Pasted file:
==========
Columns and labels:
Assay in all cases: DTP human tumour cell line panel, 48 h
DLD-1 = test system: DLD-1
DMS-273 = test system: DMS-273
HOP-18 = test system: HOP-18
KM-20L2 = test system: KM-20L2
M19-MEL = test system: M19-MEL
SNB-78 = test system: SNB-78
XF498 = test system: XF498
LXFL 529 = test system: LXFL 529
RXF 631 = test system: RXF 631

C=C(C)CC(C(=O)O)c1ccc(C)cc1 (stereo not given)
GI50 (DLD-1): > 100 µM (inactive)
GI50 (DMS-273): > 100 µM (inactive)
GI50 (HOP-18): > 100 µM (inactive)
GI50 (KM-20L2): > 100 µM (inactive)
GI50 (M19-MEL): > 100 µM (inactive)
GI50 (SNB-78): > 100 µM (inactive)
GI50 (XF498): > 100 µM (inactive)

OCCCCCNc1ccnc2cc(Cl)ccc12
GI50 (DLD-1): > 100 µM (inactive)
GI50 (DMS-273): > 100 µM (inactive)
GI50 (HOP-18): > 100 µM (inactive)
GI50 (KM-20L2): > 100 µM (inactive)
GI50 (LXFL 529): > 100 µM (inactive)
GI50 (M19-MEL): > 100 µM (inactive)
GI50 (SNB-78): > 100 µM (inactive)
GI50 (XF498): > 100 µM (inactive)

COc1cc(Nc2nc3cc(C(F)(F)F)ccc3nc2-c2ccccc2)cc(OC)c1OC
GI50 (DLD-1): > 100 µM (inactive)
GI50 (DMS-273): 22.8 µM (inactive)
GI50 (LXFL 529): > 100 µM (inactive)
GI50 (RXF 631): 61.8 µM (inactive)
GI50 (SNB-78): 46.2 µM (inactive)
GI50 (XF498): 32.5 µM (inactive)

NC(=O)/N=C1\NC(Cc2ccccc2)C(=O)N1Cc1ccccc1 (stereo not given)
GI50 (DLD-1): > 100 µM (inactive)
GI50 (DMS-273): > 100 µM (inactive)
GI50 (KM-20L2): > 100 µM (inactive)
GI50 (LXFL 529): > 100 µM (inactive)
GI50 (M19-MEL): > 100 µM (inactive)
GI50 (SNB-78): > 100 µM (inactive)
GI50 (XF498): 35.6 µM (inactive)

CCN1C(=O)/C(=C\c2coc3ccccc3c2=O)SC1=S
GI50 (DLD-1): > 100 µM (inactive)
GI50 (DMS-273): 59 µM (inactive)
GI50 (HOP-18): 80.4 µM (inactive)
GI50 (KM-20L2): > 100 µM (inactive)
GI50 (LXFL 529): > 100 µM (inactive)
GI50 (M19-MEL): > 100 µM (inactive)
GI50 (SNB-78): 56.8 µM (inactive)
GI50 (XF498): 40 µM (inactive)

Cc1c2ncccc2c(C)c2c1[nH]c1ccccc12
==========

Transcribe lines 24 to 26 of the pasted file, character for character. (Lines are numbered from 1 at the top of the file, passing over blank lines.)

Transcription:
GI50 (KM-20L2): > 100 µM (inactive)
GI50 (LXFL 529): > 100 µM (inactive)
GI50 (M19-MEL): > 100 µM (inactive)